Consumer brand interactions have come a long way in the past couple years. The social web has turned into a consumer's playground to talk about or interact with brands. People search for the best deals, assess product reviews, share the positive or negative insights with their social spheres of influence, and find locations -- whether online or brick and mortar -- to purchase a product. And, for better or worse, technology has provided ways to measure consumer engagement at each of these touch points. Sure, there are mountains of data to sift through, but you can't ignore it. Interpreting it correctly to understand how consumers are interacting with your brand is the Holy Grail for marketers.
Certain brands or sites probably think they have it easy. They can optimize their sites for certain, tangible goals (i.e., leads, sales, and money). Brand sites that have a direct tie to purchase or lead generation through their online channel do have an easier time linking online activity to goals and objectives. But every brand can benefit from understanding online engagement, in addition to -- or in lieu of-- traditional conversions like sales and leads.
What is engagement?
In short, engagement is how a consumer is interacting with your brand. This can be on social assets, partner websites, or on your own site. While most brands are already using and optimizing social interactions on Twitter and Facebook, there's a lot to be learned and measured regarding user engagement on your brand's website. According to industry analyst Jeremiah Owyang, "Engagement indicates the level of authentic involvement, intensity, contribution and ownership." This can be summarized as "apparent interest," or how people are discovering your brand online.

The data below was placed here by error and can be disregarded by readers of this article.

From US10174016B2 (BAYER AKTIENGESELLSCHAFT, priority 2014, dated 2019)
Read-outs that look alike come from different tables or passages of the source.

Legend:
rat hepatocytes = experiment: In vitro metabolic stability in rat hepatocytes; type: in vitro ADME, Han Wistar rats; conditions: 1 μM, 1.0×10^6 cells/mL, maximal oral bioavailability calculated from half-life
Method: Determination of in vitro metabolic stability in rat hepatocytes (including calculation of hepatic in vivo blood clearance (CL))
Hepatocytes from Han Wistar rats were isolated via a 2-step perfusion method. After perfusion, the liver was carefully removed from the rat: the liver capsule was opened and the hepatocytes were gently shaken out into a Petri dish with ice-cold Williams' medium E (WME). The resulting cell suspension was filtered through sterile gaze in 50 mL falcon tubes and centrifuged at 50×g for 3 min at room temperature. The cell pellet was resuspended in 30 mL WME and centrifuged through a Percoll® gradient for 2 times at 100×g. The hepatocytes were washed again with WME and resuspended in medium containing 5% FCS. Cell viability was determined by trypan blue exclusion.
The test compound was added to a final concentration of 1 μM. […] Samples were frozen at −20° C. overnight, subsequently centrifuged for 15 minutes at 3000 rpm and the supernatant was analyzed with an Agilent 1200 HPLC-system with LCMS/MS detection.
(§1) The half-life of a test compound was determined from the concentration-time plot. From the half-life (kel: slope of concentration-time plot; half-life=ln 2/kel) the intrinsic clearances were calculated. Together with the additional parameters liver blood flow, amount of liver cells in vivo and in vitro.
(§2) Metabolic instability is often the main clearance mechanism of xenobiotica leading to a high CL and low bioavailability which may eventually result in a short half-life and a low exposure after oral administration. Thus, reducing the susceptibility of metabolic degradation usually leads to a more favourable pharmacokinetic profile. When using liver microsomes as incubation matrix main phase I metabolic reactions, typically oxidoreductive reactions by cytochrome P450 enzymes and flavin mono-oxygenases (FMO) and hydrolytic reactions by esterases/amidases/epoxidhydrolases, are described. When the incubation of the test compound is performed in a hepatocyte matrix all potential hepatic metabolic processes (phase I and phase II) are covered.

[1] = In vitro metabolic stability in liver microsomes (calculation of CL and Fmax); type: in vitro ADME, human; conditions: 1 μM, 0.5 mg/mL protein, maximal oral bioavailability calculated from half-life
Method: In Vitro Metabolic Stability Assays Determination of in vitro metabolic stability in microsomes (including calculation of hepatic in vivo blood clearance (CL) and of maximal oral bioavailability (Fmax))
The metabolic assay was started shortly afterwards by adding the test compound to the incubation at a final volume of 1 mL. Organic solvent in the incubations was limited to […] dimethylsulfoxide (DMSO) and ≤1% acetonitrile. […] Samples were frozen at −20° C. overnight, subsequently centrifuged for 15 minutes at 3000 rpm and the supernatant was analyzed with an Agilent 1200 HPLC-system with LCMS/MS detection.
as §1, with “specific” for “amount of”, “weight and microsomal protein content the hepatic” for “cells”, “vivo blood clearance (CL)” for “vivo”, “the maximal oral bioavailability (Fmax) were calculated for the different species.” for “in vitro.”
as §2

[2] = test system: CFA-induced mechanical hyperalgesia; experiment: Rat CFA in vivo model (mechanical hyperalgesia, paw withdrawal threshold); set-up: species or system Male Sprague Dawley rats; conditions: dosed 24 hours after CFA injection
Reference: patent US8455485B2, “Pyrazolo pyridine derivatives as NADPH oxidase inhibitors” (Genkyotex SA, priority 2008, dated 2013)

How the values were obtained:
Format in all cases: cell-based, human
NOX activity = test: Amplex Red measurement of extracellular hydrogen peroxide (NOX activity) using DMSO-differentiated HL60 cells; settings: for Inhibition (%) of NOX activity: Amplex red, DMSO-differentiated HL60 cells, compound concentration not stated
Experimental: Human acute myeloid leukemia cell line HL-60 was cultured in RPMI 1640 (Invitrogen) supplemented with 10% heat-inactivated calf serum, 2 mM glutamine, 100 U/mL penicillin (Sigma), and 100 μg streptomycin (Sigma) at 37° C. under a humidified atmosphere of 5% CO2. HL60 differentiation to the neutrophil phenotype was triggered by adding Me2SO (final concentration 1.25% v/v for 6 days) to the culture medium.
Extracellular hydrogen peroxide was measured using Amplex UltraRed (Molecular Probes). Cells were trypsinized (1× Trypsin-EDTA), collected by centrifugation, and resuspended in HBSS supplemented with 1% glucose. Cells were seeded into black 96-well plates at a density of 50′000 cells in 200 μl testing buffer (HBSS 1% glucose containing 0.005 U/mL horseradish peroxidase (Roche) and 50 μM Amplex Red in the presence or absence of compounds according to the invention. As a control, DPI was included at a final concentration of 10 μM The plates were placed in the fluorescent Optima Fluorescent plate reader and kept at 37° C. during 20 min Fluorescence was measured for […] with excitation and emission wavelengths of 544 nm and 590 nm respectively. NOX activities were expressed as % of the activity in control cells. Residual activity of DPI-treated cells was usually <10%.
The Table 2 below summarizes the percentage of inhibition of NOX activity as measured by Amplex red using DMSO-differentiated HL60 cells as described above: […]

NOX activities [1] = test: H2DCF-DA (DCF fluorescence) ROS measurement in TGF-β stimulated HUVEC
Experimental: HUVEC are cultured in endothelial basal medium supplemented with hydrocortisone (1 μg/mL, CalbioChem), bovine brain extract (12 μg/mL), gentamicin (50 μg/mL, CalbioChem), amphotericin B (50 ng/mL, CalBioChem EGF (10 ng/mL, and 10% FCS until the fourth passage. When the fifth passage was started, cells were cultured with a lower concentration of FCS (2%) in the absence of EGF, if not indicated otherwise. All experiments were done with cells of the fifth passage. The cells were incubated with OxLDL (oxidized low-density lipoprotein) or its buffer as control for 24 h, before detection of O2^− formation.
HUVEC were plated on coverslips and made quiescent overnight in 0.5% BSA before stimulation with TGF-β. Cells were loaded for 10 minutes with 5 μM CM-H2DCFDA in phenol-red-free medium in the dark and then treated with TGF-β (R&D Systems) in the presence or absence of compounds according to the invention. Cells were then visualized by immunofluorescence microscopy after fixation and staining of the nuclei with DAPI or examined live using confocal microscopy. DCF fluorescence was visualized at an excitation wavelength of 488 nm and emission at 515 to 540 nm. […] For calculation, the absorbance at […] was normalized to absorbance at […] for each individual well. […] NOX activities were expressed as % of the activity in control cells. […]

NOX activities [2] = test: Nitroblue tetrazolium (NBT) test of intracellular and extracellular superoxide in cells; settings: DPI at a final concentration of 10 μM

How do I measure engagement?
While easy to define, engagement is much more difficult to measure, since it's related to many metrics, without being directly tied to one. Engagement isn't just average time spent on site, non-bounced traffic, or pages viewed per visit. These metrics each give us a better understanding of how a user is engaging with our website -- yet none of them hold the key. In order to use data to measure engagement, you have to get creative with what you're measuring.
In the past, engagement has been a tough metric to crack. Recent enhancements in measurement tools in addition to the content itself have provided marketers with the ability to get a deeper understanding of how users are engaging online. From integrated social sharing buttons, in-page print and email links, product downloads and rich media content, websites now offer such rich experiences that understanding engagement is becoming an easier task for marketers.